A group friendship can form in childhood and maintain into adult life, but although bonds can hold for life, they can easily break down with major life changes. As people tend to evolve as a result of new pressures like career, marriage and moving across the country, new ambitions and perspectives can strain a group friendship.
Sometimes, a group of friends form in the workplace context, but it does not work out when it is taken beyond the workplace, and it may even disintegrate when one or more changes workplaces.
As you are raising children, there is a good chance that you bond with other moms and dads that you meet over commonalities like school stuff. Such group friendships can be very cathartic and supportive about parenting issues.
However, they are fraught with difficulty due to differences of opinion about parenting styles and arguments over how one child is treating another, and most commonly these group friendships fall apart as kids grow apart. Group friendships formed over a common interest like a sport, education or a hobby can become strained over time when some members discover new interests and lose interest in the original reason they got together.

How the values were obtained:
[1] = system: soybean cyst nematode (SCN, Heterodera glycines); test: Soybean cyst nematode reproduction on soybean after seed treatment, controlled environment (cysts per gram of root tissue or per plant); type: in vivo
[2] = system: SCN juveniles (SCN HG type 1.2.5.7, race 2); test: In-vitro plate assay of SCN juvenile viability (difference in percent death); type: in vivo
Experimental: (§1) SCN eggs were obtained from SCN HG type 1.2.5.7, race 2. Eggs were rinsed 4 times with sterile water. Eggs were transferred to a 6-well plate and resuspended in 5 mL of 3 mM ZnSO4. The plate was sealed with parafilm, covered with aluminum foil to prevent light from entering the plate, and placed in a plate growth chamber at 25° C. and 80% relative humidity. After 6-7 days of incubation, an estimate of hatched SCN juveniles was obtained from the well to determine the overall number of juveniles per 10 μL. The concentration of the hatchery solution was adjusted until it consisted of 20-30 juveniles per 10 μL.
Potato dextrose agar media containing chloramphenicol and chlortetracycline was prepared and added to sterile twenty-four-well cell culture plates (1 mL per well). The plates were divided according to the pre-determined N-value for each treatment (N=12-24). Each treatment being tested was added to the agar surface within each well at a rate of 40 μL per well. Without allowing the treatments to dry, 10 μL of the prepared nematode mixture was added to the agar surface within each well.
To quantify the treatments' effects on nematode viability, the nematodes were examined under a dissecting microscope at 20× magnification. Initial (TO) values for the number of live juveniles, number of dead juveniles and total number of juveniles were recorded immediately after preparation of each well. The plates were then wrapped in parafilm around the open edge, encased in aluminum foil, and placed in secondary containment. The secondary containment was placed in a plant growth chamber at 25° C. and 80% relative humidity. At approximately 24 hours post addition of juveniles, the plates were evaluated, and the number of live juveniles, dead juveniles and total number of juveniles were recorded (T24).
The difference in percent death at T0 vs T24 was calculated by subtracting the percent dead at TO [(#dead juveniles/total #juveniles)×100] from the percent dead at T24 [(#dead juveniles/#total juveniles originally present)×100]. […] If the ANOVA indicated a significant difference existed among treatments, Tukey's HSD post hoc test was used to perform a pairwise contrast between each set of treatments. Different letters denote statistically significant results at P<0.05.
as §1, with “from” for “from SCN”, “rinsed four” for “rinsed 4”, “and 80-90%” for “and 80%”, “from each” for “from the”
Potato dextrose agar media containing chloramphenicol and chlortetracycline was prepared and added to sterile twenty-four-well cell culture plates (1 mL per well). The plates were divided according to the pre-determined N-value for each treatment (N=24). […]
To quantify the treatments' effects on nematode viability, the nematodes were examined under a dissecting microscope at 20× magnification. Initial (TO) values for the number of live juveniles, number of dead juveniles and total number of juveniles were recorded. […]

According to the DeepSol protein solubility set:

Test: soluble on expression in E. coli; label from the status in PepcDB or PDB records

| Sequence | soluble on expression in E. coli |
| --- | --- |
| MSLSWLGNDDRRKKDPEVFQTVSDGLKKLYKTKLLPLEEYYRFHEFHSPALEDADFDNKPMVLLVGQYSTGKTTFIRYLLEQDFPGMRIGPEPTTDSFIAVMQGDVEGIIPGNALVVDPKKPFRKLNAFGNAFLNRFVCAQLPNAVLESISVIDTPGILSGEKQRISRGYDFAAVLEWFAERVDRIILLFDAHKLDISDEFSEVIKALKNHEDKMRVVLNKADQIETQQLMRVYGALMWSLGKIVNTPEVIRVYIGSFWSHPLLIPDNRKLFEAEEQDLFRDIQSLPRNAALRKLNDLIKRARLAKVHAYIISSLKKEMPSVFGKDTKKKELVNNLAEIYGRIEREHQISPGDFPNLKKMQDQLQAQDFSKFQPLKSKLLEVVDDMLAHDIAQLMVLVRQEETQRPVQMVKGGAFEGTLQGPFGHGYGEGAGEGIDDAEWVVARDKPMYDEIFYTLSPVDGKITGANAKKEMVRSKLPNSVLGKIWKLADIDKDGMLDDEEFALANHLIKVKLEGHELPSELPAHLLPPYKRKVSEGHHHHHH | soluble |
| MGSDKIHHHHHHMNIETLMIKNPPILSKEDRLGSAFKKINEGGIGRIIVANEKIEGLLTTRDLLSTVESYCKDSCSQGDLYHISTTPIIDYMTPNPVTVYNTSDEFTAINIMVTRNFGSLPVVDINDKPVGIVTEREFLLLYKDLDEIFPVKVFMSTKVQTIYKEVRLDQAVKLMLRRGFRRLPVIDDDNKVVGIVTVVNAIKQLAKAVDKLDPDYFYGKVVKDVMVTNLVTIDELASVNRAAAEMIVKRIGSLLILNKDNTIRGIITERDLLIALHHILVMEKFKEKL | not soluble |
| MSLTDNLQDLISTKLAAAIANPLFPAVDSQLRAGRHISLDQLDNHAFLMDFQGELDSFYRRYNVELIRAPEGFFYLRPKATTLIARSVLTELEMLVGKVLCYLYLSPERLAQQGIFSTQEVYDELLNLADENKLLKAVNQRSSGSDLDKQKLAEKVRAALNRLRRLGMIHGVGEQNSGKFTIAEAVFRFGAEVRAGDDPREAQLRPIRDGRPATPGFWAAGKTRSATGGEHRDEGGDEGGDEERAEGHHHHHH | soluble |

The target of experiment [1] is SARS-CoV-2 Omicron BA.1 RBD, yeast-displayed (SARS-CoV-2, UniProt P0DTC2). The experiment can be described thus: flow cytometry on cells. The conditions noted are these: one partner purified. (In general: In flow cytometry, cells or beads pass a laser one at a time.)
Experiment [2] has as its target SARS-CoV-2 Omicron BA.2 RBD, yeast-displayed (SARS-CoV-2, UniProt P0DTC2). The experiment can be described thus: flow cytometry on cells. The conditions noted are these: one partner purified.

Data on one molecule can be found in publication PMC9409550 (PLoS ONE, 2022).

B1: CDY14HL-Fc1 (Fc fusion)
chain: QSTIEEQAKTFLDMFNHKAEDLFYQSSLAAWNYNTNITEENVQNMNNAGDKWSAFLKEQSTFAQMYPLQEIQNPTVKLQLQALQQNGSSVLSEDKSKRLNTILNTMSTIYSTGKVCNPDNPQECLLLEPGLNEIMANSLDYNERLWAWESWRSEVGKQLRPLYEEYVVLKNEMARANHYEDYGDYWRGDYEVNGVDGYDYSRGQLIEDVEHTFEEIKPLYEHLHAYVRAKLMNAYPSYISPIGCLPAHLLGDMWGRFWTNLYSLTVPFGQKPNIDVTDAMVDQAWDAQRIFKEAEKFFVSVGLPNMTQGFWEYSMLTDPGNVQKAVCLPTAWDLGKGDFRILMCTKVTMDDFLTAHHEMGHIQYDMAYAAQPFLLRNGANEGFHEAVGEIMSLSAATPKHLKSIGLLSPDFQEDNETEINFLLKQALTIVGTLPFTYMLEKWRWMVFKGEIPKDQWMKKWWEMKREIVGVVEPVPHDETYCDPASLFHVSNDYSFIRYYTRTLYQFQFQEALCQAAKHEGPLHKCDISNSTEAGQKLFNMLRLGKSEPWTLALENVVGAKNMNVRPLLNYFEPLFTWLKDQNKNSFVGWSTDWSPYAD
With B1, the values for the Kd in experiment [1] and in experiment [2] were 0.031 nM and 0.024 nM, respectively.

Consider it is actually you who is changing, which has both positive and negative aspects. While it is part of everyone’s journey to mature and grow internally throughout life, some of your friends may not be able to grow with you and cannot accept what you have become.
Then, the group friendship might start to feel like a noose around your neck or a hindrance; you find yourself stressed or annoyed easily around them. You may even think the group is holding you back from achieving what you really want. If your set of friends is creating pain and sadness for you most of the time, it is time to make new friends.